Adeline Koh

Penn Humanities Forum Regional Fellow

20152016 Forum on Sex

Adeline Koh

Associate Professor of Literature
Stockton University

Adeline Koh is Associate Professor of Postcolonial Literature at Stockton University. She works on the intersections of postcolonial studies, digital humanities, and literature. She is the Director of the Center for Digital Humanities at Stockton, and is the designer of Trading Races, a historical role-playing game designed to teach race consciousness. She is also co-founder of Postcolonial Digital Humanities, a collaborative website producing a new orientation for postcolonial analysis in the digital age. Outside of the regional Penn fellowship program, she has also held fellowships at Duke University and the National University in Singapore. She has published in venues such as differences, the Journal of Victorian Culture, French Forum, Hybrid Pedagogy and more. She is also a  core contributor to the ProfHacker column at the Chronicle for Higher Education.  During the fellowship, she will be working on a chapter on emotion and the development of disciplinary fields in her monograph Critical Histories of the Digital Humanities: Media, Science, Pedagogy, under contract with Northwestern University Press.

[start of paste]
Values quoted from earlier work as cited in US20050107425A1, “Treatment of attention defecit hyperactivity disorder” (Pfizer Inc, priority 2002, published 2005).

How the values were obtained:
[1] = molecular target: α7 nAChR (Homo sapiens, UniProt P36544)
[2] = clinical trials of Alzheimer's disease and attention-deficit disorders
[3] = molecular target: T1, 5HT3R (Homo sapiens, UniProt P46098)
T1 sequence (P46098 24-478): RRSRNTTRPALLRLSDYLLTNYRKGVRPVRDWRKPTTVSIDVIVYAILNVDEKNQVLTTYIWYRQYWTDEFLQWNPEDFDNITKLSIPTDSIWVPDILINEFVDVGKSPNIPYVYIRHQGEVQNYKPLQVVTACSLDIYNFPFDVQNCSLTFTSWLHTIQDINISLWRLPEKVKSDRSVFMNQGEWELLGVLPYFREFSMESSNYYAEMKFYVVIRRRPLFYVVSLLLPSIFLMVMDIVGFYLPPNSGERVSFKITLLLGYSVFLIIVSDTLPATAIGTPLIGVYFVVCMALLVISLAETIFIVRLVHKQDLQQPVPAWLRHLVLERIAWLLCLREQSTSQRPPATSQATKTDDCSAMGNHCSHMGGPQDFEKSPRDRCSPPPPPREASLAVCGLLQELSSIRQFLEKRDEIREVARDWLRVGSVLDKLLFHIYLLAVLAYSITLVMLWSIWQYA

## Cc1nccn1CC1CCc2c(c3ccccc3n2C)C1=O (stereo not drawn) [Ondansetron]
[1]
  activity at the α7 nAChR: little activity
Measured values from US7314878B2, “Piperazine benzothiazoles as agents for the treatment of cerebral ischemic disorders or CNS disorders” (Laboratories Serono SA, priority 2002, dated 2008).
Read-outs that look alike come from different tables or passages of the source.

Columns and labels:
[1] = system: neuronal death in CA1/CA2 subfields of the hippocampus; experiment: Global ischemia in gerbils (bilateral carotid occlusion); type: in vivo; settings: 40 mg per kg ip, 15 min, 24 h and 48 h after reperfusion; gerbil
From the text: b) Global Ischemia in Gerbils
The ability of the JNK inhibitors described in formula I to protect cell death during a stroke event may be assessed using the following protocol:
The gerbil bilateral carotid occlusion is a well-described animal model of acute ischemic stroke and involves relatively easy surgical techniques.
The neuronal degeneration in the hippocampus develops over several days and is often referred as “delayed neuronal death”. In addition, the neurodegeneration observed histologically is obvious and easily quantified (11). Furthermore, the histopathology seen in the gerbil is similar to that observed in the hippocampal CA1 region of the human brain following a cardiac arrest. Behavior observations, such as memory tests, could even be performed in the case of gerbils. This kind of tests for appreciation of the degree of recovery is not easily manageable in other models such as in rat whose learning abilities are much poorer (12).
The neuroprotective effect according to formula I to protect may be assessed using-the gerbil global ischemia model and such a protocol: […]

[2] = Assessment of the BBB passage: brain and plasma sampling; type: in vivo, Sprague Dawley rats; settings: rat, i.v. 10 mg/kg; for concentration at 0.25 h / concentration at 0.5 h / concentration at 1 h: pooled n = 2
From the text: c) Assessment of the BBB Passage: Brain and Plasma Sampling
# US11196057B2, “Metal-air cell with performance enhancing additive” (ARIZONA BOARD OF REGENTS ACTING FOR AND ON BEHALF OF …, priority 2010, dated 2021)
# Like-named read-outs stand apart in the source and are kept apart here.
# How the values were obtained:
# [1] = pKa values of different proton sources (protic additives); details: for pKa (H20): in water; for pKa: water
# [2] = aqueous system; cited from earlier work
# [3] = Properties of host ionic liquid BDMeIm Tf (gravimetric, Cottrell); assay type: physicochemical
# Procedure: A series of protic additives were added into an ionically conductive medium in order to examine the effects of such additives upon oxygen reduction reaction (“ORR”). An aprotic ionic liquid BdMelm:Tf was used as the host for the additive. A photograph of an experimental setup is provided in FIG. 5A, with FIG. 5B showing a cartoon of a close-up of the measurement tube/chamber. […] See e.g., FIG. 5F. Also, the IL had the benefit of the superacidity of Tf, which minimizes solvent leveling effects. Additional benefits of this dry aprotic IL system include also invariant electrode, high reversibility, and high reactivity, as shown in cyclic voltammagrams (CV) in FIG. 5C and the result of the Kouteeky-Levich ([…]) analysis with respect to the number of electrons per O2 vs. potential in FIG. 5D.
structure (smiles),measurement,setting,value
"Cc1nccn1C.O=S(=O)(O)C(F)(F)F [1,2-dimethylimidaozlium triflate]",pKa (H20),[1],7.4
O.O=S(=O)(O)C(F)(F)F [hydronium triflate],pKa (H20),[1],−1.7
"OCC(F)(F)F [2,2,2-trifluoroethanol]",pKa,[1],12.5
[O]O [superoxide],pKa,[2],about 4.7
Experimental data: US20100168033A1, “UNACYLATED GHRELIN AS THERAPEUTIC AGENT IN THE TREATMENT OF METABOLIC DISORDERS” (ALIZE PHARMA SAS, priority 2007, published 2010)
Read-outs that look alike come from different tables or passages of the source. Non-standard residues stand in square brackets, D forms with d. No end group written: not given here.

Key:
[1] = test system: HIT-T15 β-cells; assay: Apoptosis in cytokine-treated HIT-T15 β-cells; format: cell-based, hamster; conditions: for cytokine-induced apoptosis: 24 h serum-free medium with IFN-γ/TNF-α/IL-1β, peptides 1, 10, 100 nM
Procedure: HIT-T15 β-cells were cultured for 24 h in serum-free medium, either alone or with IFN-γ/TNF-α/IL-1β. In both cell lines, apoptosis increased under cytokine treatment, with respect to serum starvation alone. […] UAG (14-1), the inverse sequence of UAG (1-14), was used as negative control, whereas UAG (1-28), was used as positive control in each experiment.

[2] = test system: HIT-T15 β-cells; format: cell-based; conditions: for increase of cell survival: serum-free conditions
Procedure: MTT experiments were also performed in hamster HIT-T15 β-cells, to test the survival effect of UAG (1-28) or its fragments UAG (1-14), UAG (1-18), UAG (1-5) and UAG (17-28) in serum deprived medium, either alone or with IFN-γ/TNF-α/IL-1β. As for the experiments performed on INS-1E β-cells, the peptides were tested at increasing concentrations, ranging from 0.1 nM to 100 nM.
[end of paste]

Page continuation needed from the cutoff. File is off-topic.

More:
Emotions, Erotics and Constructing the Digital Humanities

This book chapter argues that major digital humanities scholars have deployed a discourse of disembodied rationality to deny the power of affect and emotion in determining what counts as digital humanities research. The work of sexuality studies scholars such as Gayle Rubin, Judith Butler, Eve Sedgewick, Audre Lorde, Sara Ahmed, Jack Halberstam and Sharon Holland has shown that this rationalized, disembodied discourse has been systematically used to deny the politics of bodily identification that place racialized, gendered and disabled bodies at the center of study. I use emotion and erotic theory by Ahmed and Lorde to argue for a strategic deployment of the erotic as a humanizing, community-building force within the digital humanities and to rethink the boundaries of the field.